The second stage of the process is that craving, that desire, that need to be satisfied for something. So, for example, let’s take it back to the food because it’s one that we all share a lot of the time, craving for chocolate. So, the que and the craving are wired together. For me, for example, if I switch on the TV, the motion of the TV, the sound of the TV, the feeling of the TV, the sitting in my favourite part of the sofa that triggers me wanting the chocolate. Then that inspires the action, which takes us to the next stage to satisfy the craving. For me, if my que is I’ve just switched on the TV, now I fancy a bit of chocolate because that’s what my craving is, my next action is I’ve got to satisfy, the response is to satisfy the craving so I’m going to satisfy my craving by getting myself some chocolate. I’d love to hear what your favourite chocolate bars are by the way.

Now, stage three, that response. The response becomes the routine, the routine that we suddenly become connected to when it becomes part of the habit. The routine is the part of the habit we are familiar with the most. It’s the activity that we want to get in the habit of doing. So, in this case, it’s I don’t want to get into the habit of wanting chocolate, I don’t want to get in the habit of thinking about chocolate, I want to get in the habit of loving and tasting the chocolate because loving and tasting the chocolate, that’s what takes me to my next bit, giving my brain chemicals floating around, making me feel good. I feel satisfied that I’ve achieved it. I get an emotional release from it. It’s fantastic. Let’s not mess around, when we get that response to those cravings and those ques, it makes us feel really great and that greatness is the reward that we feel and the reward is what makes all of these habits worthwhile. It tells our brain that the routine that led us to this moment in time, this reward is worth remembering and to repeat it when we experience the same que. So, for me, the next time I switch on the TV, and I might be watching a bit of Peaky Blinders, for example, the first thing that’s going to happen is I’m going to go “oh yeah I want me some chocolate”. My craving kicks in. I want my chocolate. I want my chocolate now and I’m going to make that happen, so I’m going to respond by getting me some chocolate. When I’ve had that chocolate, I’ve tasted that chocolate, my reward is that I feel satisfied with that chocolate and then next time I switch on the TV I will do the same. So, what happens is we get a dopamine hit in our brains and that dopamine hit, that’s what helps us solidify this habit loop.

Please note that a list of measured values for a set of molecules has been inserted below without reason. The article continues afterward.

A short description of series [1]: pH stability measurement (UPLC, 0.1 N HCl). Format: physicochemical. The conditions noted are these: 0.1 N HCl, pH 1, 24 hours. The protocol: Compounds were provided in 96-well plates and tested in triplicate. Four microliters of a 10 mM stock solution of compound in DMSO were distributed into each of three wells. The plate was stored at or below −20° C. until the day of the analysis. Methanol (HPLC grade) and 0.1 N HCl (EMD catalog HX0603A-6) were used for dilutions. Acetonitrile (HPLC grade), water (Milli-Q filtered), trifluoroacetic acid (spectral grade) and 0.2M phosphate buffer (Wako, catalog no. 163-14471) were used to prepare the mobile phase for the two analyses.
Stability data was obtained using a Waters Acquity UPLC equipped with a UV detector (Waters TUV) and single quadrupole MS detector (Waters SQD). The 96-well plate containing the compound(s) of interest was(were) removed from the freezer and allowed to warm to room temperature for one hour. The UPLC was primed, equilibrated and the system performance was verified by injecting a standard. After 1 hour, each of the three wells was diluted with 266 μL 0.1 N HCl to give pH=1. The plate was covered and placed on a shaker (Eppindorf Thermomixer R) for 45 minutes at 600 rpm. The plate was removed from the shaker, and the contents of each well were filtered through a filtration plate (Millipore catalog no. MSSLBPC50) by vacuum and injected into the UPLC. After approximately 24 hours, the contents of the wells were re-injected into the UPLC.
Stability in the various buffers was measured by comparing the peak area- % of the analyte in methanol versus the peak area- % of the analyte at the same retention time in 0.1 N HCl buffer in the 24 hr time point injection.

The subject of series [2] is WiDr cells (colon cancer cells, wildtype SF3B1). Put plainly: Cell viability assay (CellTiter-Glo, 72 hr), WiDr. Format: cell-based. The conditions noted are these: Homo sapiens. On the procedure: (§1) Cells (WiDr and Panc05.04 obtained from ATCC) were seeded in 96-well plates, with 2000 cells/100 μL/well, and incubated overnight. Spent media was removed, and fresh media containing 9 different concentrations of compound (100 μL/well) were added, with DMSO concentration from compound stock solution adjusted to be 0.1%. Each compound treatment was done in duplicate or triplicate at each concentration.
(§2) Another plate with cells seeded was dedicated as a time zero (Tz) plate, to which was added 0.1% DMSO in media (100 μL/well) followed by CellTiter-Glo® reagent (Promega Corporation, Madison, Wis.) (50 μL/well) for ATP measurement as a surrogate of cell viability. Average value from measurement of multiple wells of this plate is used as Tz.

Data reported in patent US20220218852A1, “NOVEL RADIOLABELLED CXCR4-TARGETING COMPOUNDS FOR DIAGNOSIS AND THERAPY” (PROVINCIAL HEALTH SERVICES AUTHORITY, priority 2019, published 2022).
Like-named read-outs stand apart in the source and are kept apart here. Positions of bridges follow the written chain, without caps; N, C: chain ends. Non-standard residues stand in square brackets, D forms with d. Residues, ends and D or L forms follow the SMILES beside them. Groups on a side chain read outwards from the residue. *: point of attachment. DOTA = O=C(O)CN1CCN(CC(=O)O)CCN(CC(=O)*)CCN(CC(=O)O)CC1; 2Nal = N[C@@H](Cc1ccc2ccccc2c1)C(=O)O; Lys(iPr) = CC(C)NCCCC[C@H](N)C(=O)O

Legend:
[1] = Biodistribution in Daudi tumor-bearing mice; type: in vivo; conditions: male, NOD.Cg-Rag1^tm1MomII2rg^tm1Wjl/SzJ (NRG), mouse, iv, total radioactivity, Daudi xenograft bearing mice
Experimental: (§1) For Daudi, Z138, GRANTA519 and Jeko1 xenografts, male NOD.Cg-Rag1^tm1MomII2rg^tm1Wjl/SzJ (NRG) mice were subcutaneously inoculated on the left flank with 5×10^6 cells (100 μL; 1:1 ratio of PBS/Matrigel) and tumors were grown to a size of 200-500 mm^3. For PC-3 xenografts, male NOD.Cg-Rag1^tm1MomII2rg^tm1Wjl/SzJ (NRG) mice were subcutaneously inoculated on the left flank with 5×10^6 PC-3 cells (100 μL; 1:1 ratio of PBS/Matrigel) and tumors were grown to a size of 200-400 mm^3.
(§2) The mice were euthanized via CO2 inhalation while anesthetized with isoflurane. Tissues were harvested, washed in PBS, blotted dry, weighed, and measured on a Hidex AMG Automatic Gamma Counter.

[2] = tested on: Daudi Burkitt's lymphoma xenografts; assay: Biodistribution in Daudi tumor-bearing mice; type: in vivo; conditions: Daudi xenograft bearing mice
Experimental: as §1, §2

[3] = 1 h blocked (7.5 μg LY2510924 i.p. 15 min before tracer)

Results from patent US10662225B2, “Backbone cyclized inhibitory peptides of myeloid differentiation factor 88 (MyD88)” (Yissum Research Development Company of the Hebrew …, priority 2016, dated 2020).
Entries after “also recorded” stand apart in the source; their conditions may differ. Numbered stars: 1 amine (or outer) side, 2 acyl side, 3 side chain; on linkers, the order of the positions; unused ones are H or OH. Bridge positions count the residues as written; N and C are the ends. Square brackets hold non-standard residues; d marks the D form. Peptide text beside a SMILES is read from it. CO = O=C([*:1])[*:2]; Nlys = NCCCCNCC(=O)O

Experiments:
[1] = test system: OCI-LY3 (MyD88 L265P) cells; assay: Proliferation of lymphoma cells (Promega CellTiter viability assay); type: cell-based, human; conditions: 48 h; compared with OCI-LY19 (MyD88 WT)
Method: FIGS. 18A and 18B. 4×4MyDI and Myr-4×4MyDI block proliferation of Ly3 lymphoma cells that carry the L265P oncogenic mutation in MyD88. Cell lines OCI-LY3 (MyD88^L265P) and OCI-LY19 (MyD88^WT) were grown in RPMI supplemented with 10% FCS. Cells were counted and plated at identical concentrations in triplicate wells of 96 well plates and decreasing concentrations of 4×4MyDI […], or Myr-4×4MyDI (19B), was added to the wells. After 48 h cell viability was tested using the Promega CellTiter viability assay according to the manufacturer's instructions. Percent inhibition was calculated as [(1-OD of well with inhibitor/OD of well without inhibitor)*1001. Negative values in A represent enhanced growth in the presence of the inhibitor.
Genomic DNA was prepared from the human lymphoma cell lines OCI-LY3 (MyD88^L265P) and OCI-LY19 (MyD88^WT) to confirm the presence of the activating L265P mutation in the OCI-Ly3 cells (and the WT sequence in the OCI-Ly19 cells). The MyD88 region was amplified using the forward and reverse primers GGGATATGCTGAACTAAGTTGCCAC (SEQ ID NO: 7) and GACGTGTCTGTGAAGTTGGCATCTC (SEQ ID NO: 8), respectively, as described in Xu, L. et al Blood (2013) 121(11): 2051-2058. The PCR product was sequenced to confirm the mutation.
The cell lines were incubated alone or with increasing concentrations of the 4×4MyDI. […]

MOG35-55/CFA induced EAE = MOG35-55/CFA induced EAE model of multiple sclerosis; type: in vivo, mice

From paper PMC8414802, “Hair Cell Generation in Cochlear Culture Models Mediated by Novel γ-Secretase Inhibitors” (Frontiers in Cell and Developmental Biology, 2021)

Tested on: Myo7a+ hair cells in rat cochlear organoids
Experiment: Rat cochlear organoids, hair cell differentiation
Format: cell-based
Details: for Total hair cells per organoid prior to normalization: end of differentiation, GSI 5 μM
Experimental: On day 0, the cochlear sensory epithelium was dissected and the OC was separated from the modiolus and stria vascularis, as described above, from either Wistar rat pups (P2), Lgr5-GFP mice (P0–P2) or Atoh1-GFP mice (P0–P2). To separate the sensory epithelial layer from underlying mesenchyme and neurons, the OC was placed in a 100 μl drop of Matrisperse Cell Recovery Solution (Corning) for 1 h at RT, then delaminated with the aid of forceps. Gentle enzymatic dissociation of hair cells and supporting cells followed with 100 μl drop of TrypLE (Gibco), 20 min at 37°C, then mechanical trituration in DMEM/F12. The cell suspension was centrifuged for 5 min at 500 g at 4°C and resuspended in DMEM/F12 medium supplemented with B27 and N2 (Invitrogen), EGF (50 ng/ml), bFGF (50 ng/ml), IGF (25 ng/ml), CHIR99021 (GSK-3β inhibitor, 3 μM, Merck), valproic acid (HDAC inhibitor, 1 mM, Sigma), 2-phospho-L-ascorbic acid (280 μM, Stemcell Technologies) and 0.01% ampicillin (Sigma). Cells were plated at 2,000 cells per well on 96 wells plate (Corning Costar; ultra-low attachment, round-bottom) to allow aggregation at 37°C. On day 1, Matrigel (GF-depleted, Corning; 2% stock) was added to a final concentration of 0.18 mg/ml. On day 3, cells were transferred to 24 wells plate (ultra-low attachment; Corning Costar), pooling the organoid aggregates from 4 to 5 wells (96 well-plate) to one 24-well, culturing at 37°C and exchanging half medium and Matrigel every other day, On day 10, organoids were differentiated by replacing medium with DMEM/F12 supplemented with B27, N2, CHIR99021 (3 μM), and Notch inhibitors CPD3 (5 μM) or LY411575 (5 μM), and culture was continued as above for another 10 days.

When all of these stages come together and create this loop, it becomes trickier and trickier and trickier over time for us to identify whether the habit is really good for us and what we have to do if it’s not good for us is we have to learn to either change it by taking something out of the loop, or we need to create a different habit that is stronger than the one that we keep following through on.

Sometimes I work with my clients on this and we talk about “oh my God, I’ve got so many bad habits, how do I change them all” and I go “well, let’s not bother, why bother, why don’t we just start with creating some newer habits, some habits that become good for you, that become strong for you, that actually, over time, because you are using them more, you use the bad habits less”.

So of course, it’s a lot easier to create a new habit than it is to actually get rid of some of the older one. When you are building a good habit, and I was taking into consideration something, for example, if you experience anxiety, you might be experiencing certain ques in your life that trigger your anxiety, so it’s about making your que obvious if you are trying to have a good habit.

Now with anxiety, your que might be it depends on what you know triggers your anxiety. So, for example, when I suffered my anxiety really, really badly, a lot of the time my anxiety was being triggered through things like having to drive a car and having to go to places because I wasn’t in the right head space to be doing that. So, for me, I had to start making my habit change. I used to have to drive to work. I couldn’t stop driving so I had to change my que. So my que suddenly wasn’t about getting into the car, what I suddenly changed was the first thing I did when I got into the car was find the radio station that I really enjoyed and I found listening to the radio show really good and really positive for me. So, I changed my que and I made my que obvious. What didn’t happen anymore is I didn’t go “oh my God I’ve just sat in the car, Oh my God, Oh my God, Oh my God”. I go “I’m sitting in the car to put my radio show on”. Now my radio show is on I’m in a slightly different frame of mind because I’ve missed out those first few seconds of anxiety now, it hasn’t shot up and I’m listening to my radio show and it’s a better que for me. And I needed to create that que to be something that could be a craving for me, making it really, really attractive and that’s why it was specific to find a certain radio show for me because I needed it to be at a very certain time of the day and I needed to get something out of it, so I found a radio show that at that particular, certain time that they had a really fun thing that every single day I wanted to listen to. I created a new craving, an almost the, what if craving, what’s going to happen today, what are they going to talk about today because suddenly I’m in the car and I’m finding my radio show, what are they going to talk about today, what am I thinking today? All of that thought process, all of those thinking elements in my mind, take me away from what my original triggers were, my original ques were with regards to the anxiety I was feeling. Then I make it easy to respond and I make it easy to respond because my que is “I want to listen to the radio show”, my craving is “I want to know what’s going on on the radio show”, so how do I respond to it, I put the radio show on. By that I started to create a new habit and that leads to that reward, and I make that reward satisfying. I don’t get in and switch the engine on straight away, I listen to what’s going on in that thing. I’m sat there on my driveway at 6:00am in the morning, because that’s what time I used to have to leave, 6:00am in the morning, I’ve got my radio show on and I’m listening to that and that’s 5-10 minutes just for me in the car that used to trigger anxiety for me and I created a different habit. That new habit stopped me thinking that every time I get in a car, I’m going to have to drive and every time I drive, I’m going to crash.